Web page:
It’s a difficult question for a sector that is used to making its sales by luring customers into its opulent, carefully controlled environments. Even as the rest of the public has shifted its buying online, high-end brands have been insulated from technology trends by their relatively older, late-adopting demographic.
But ignoring the tech revolution is a luxury, so to speak, upscale brands can no longer afford. A study conducted earlier this year by The Luxury Institute showed that 60 percent of high net worth individuals own smartphones, and of those, 67 percent used them to shop. Eighty percent had downloaded an app.
And that's just the Boomers, who make the bulk of expensive purchases today. The fastest growing segment of affluent shoppers are the group that marketers call the Millennials. Now in their early 20s, they are known for their desire to be digitally connected, a passion they expect their favorite brands to share.
"The customer is leading the shift," says Wanda Gierhart, chief marketing officer for the Neiman Marcus Group, who helped develop the new app with the Silicon Valley firm Signature. In the next decade, she says, "it's the customers who will be doing the marketing. They are going to do the communicating about our brands."
As in other e-pursuits, from reading the news to playing Angry Birds, apps have become the primary conduit of sales. Another study, by the St. Louis digital marketing firm Moosylvania, showed that more than 20 percent of smartphone owners had downloaded at least 30 apps—more than half of them for free. “The number of free apps on people’s phones is an indicator that downloading them gets easier and more familiar every day,” says Moosylvania’s founder and CEO Norty Cohen.
The challenge is to reinterpret digital commerce for the luxury customer. The high-end home-appliance manufacturer Jenn-Air has developed an app for the iPhone that lets consumers upload photos of their kitchens and replace their stoves and refrigerators with images of Jenn-Air products. Sotheby's International Realty's free app shows nearby restaurants, wineries, and other amenities with each property listing. "It's about tying into the consumer's lifestyle," says Cohen.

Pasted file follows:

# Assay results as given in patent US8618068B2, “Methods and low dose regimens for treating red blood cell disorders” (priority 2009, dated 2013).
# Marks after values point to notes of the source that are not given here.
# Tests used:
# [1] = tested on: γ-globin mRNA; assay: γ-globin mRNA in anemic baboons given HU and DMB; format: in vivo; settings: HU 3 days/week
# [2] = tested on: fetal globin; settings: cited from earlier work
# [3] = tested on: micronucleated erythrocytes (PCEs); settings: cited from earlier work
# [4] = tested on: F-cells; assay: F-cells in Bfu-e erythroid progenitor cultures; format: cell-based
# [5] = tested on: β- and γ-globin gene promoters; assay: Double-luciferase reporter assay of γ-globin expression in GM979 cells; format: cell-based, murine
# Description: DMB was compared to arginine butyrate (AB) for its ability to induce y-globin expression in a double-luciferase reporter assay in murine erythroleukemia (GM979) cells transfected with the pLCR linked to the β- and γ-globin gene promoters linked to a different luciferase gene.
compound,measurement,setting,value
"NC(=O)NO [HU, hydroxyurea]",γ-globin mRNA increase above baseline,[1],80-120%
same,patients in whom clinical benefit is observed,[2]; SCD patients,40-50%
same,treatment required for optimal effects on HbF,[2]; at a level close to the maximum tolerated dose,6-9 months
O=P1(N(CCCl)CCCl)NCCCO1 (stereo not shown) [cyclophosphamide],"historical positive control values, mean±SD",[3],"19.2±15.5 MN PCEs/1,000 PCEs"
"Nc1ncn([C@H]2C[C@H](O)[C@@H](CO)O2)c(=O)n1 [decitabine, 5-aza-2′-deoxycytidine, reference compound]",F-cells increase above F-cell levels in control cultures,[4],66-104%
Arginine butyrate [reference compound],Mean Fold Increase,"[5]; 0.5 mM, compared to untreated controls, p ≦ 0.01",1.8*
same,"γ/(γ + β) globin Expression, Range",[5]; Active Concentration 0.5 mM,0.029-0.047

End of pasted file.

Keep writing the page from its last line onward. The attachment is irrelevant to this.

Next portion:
The fit can be less than seamless. The token of virtual shopping today is the blotchy, black-and-white, scannable square called a QR code. It is useful for beaming information about products straight from an in-store display or magazine page to customers’ smartphone, but, Forshay notes, “QR codes were designed in Japanese automotive plants to keep track of parts. To translate that into luxury is a quantum leap.” Special offers and price breaks that lure mass consumers have little power over the wealthy.
Instead, say mobile-marketing experts, what affluent shoppers value most is access. In a pioneering 2010 campaign, Burberry handed customers iPads which they could use to watch video of exclusive fashion shows and, if they saw something they liked, order items straight off the catwalk.
The best luxury digital plays, in other words, may be the ones most people never hear about. Forshay imagines stores pinging loyal customers to invite them to private trunk shows or to meet their favorite label’s creative director. “You’re seducing people with product, but also experience,” he says. "You're taking them on a journey."